It’s pretty obvious that the U.S. economy is now in a depressed mode, and that home sales, and building construction in general, are two of the many affected industries. Over the last several decades when the construction industry slowed down, EIFS was less affected than other claddings. This, of course, is good news for people involved with EIFS-at least compared to people involved with many other wall products.
But why is this? Doing market research as part of my EIFS consulting business has provided me with some interesting insights as to why this happens. Read on for some encouraging information about the effects of the current national economic situation on the EIFS business.
After 30 years of dealing with EIFS, I am convinced that most EIFS specifiers, such as owners and designers, do not use EIFS for many of its technical virtues, but do so mostly for various other reasons. The exceptional energy efficiency of EIFS, for instance, is not nearly so much of a factor in specifying EIFS as is cost, good looks and design flexibility. Selecting EIFS as the cladding for a specific building is thus based on a number of factors, and mainly is a result of EIFS being a “good overall value.” In other words, EIFS provides a lot of bang for the buck.
The bottom line in selecting EIFS is often simply price. As people in the EIFS industry know well, sometimes it gets down to pennies-per-square-foot. This includes when the economic times are good, and when the times are sluggish. This needs to change.
So what happens when the economy slows down? Owners and specifiers want their projects to be completed and look for ways to make that happen. They look to lower cost alternatives and for similar looking products. For example, it’s hard to tell the difference, from a visual standpoint, between a precast concrete panel wall with a textured coating on it, and an EIFS panel. So when the specifier is looking to “value engineer” some money out of a project, EIFS gets a hard look as a less expensive alternative to more expensive materials.
But the question begs: “If the building is already specified with EIFS, then how do you switch to something even less expensive?” It’s hard, as there isn’t anything, with all EIFS’s advantages, near the price. This is good, as the job remains an “EIFS job,” and the show goes on in terms of completing the project.
Selling Versus “Order Taking”
A bit of history: when EIFS first came into the North American market, the reception was lackluster-oil was cheap and energy efficiency was not a big deal. In other words, EIFS was a tough sell. Also, people thought EIFS was “cheap” in the sense of not being a durable product-it was inexpensive and wasn’t substantial. To sell an EIFS project you had to go out and persuade (aka “sell”) the use of EIFS. Things have changed. EIFS is accepted now and is mainstream-a commodity if you will. Being a commodity, however, changes the dynamics of the EIFS business.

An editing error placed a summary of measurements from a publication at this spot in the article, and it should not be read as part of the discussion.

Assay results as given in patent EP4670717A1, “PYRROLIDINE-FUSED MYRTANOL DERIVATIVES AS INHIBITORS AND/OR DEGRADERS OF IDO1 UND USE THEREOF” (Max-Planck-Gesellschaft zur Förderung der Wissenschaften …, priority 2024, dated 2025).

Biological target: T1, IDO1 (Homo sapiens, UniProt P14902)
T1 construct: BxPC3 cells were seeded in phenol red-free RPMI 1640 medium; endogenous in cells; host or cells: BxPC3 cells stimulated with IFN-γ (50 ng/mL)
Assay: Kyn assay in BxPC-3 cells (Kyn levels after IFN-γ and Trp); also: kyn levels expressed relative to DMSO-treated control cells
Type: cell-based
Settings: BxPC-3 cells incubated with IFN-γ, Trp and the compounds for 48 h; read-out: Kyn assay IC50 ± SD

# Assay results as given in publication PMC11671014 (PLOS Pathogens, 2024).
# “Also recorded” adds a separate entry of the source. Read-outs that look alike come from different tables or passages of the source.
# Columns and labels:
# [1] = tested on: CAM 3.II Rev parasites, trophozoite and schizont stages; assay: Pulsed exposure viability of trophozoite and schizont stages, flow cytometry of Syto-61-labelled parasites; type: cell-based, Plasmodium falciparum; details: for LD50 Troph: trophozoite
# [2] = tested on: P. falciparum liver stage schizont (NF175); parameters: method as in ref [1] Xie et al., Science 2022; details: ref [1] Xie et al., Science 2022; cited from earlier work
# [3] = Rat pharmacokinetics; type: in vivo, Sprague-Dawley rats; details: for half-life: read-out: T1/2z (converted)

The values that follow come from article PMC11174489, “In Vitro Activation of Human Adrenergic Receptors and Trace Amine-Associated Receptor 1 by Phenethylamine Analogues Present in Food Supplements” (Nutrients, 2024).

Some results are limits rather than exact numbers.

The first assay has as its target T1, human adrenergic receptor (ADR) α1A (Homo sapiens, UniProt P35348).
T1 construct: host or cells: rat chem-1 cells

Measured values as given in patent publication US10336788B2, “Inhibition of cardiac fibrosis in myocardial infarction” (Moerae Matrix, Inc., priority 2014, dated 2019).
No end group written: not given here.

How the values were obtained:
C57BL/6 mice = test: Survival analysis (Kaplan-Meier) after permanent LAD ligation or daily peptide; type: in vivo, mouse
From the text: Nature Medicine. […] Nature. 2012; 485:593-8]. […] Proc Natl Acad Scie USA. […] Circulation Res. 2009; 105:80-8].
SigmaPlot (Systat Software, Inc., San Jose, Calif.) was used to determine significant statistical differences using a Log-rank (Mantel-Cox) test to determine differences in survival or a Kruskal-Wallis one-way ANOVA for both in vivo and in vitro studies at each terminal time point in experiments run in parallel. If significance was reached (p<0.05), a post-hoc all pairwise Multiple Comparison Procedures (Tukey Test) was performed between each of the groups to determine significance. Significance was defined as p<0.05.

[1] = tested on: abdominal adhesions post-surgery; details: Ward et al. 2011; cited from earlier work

That ‘tough sell’ situation of the early 1970s changed dramatically when the oil embargo occurred in 1974. All of a sudden EIFS became a ferocious tiger in the marketplace, garnering market share from all sorts of traditional claddings. Energy savings was “in,” at least for the short term. This surge in use of EIFS did not make the brick (and other) industries happy-and the still-ongoing struggle for market share continues.
Below is a graph, care of the EIFS Industry Members Association, of sales in the U.S. over the last decade or so. Note the steady rise in square footage sold per year.
But EIFS still had an Achilles’ heal-EIFS was still the new kid on the block in some specifiers’ minds. Less adventuresome specifiers liked the idea of sticking with traditional, proven materials, and to them EIFS was not a proven product, yet. That changed quickly as large numbers of impressive, big EIFS projects were completed. The EIFS industry blossomed. Why?
The reason is simple: EIFS was sold, not just ordered. It was not a matter, back then, of simply getting a good price per pail. The advantages of EIFS had to be explained-or “sold”-if you will. Fortunately, EIFS has a huge number of positive features, and smart specifiers soon realized that it actually was a proven product (with decades of successful use experience in Europe) and that it did a great many things well.
Things have changed since then. EIFS is virtually a commodity now, and price often rules in selecting EIFS brands. This is sad, as the many advantages of EIFS are quite sellable, even though, honestly, it’s hard to tell many EIFS products apart.
So when times get tough, the ability to sell EIFS becomes more important. Now is such a time.